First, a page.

Viruses over 15,000 years old discovered frozen in a Tibetan glacier
A study by researchers at Ohio State University and the Lawrence Berkeley National Laboratory has found a large number of ancient viruses in ice core samples collected from a glacier on the Tibetan plateau that were approximately 15,000 years old.
In particular, the meticulous analysis of the ice cores revealed the presence of 33 groups of virus genera, 28 of which are not known to modern science.
The viruses have been found in ice cores on one of the oldest ice sheets on Earth: the Guliya ice cap, which is located west of the Kunlun Mountains on the Chinese side of the Tibetan plateau at an altitude of about 6,700 meters. This 200-square-kilometer ice crust began to form before the end of the last ice age.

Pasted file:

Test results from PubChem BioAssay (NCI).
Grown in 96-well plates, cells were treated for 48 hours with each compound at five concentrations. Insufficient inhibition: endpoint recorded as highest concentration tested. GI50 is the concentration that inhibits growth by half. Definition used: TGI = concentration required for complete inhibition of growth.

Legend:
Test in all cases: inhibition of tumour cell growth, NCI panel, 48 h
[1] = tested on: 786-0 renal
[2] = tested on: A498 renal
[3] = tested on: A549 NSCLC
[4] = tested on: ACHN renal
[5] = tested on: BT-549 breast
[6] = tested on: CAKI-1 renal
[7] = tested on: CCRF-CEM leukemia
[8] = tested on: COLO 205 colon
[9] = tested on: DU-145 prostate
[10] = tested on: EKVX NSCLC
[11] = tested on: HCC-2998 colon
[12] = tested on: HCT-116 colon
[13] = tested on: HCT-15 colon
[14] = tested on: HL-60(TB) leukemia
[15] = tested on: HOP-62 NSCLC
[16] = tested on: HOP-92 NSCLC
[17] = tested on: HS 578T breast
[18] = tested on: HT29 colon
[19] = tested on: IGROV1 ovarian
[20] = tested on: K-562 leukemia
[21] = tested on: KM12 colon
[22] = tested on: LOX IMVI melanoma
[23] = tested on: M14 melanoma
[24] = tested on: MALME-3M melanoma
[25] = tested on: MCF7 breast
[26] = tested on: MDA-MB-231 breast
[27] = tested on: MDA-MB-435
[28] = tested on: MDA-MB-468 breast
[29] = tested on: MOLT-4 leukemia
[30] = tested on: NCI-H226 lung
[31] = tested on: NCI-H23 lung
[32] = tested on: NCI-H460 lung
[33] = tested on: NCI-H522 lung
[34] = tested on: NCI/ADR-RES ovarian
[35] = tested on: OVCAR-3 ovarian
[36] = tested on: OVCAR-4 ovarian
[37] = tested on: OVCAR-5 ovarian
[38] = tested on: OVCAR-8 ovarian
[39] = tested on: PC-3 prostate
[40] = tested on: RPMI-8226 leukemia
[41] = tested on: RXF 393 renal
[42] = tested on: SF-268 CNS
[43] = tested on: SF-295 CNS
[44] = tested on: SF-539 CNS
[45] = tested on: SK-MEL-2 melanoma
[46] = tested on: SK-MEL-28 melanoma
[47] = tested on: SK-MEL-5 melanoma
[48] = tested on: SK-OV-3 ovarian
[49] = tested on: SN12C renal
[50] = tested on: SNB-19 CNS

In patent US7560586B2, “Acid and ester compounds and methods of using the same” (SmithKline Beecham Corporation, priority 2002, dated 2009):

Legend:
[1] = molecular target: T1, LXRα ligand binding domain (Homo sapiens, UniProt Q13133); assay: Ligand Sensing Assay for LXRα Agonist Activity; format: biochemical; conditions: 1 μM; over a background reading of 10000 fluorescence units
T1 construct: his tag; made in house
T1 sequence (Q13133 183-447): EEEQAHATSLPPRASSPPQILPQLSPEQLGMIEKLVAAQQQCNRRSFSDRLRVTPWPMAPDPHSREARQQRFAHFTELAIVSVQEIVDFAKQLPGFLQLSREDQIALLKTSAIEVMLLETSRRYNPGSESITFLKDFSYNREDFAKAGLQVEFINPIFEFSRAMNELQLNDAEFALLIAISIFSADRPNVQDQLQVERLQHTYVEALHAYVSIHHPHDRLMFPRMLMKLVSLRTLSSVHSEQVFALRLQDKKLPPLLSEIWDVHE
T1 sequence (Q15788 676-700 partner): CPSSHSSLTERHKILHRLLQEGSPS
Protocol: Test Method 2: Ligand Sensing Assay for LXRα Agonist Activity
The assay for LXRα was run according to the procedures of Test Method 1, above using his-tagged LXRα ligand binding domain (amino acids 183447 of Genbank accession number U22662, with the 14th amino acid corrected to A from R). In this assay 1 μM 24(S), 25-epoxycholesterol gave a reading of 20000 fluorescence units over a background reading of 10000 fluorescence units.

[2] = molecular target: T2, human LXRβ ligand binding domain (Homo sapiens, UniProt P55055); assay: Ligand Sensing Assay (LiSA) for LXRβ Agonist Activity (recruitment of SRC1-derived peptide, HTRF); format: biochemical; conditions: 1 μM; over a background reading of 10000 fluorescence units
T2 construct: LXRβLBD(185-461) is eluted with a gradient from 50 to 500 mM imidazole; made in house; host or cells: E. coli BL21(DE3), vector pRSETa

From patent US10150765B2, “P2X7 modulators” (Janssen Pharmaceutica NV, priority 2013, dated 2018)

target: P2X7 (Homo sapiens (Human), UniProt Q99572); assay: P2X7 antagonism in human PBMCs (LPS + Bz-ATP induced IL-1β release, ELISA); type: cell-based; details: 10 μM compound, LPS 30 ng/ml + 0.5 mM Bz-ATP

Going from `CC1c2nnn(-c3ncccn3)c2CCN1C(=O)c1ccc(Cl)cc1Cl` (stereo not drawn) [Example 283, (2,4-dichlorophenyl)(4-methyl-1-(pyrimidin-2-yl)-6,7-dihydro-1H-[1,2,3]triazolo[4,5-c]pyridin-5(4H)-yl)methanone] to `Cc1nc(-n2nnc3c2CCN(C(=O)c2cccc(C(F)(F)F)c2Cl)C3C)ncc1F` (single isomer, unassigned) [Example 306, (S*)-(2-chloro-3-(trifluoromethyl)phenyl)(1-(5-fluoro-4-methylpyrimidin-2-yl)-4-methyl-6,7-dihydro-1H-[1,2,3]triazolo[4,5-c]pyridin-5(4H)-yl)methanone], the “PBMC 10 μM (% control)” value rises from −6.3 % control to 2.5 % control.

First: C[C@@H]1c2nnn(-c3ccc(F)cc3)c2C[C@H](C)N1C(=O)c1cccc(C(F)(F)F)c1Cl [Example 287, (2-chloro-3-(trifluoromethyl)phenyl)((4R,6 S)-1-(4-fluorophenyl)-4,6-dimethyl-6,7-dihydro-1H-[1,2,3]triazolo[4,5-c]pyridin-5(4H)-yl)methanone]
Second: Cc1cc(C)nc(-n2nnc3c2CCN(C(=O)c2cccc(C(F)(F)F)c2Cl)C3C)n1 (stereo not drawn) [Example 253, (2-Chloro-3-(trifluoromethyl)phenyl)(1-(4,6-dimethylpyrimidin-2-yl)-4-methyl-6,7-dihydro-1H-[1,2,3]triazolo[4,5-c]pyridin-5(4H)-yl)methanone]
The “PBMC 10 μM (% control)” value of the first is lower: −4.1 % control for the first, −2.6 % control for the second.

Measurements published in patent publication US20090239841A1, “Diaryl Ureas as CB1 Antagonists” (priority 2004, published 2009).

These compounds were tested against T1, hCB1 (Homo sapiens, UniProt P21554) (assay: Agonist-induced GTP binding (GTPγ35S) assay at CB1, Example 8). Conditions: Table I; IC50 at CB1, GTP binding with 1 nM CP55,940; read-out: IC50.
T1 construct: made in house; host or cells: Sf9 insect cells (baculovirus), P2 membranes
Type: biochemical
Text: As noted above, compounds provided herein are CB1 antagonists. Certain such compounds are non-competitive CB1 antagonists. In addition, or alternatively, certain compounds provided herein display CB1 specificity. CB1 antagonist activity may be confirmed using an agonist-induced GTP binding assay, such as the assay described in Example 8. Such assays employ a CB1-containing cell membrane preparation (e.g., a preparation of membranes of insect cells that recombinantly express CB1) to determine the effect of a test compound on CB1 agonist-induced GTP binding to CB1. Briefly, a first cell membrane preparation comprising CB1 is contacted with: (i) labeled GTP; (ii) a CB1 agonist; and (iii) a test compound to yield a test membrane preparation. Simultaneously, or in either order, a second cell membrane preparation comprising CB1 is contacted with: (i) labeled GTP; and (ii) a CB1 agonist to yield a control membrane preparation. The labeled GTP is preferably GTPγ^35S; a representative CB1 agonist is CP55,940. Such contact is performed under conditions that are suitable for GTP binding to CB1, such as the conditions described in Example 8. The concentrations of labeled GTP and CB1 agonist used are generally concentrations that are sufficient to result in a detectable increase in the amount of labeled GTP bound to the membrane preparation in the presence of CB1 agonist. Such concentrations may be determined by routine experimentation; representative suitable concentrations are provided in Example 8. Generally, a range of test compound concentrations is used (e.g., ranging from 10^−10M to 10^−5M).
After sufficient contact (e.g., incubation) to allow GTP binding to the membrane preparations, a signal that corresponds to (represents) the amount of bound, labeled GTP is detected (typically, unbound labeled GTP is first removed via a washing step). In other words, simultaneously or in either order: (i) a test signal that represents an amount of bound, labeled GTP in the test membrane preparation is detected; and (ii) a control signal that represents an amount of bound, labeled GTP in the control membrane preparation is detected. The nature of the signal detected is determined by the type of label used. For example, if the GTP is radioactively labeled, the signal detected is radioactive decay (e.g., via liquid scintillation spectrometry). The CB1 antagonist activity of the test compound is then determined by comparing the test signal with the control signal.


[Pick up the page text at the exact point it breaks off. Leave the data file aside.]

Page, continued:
New, cleaner and more meticulous techniques have been used to carry out the analysis so that there is no contamination: both drilling and taking samples from the ice makes it very easy to contaminate the ice with current microorganisms or DNA.
The discovery of viruses unknown to science, according to the authors of this research, is particularly relevant because, as the planet warms up due to global warming and glaciers melt, many other unknown viruses are likely to be reactivated, some of which could be fatal.